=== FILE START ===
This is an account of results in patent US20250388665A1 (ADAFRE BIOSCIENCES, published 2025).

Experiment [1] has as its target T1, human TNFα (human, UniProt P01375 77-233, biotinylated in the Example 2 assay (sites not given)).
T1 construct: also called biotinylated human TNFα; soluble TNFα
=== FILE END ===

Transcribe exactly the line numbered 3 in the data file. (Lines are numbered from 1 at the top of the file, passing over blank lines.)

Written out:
T1 construct: also called biotinylated human TNFα; soluble TNFα